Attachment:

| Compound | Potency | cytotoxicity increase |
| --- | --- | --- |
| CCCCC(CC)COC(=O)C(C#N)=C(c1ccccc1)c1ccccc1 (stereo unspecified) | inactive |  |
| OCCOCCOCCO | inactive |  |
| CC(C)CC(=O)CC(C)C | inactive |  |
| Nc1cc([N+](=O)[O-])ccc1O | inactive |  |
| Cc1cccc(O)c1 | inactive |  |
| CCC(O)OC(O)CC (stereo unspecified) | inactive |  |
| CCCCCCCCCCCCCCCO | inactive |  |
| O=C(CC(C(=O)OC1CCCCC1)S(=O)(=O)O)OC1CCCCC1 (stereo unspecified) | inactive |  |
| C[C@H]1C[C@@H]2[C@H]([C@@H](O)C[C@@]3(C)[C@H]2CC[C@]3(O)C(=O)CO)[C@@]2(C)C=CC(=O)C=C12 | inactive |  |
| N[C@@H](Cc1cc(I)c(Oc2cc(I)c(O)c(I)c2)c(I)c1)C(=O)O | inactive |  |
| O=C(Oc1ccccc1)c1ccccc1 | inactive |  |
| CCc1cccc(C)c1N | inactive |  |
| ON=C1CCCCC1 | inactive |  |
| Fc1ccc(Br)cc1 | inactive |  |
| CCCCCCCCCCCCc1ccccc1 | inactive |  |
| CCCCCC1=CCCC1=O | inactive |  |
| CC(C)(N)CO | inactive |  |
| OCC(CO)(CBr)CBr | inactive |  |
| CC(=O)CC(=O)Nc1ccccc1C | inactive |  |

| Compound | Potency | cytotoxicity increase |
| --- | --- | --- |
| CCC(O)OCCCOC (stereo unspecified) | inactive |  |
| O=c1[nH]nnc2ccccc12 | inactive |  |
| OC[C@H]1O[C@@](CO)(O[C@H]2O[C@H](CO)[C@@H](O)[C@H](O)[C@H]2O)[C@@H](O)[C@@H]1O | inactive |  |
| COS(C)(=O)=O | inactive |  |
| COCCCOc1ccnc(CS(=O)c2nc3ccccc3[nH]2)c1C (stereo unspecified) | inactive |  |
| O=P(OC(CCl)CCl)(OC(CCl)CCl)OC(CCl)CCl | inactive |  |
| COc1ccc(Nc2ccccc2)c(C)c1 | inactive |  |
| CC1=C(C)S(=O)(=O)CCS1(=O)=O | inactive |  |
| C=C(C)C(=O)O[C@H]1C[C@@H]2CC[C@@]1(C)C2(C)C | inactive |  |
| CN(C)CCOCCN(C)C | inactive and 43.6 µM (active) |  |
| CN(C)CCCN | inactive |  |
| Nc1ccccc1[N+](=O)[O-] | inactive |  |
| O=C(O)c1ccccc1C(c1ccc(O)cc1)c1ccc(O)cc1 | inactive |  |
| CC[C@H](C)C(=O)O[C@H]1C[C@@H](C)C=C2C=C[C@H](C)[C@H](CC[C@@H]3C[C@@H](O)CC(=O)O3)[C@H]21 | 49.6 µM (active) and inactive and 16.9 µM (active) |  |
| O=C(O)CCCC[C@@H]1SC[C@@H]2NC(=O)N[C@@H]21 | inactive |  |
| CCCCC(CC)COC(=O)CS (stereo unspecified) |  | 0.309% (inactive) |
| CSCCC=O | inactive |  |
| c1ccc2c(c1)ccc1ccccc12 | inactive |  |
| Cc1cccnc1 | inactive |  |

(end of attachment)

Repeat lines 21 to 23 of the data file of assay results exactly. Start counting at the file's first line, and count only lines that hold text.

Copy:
| CC(=O)CC(=O)Nc1ccccc1C | inactive |  |

| Compound | Potency | cytotoxicity increase |
| --- | --- | --- |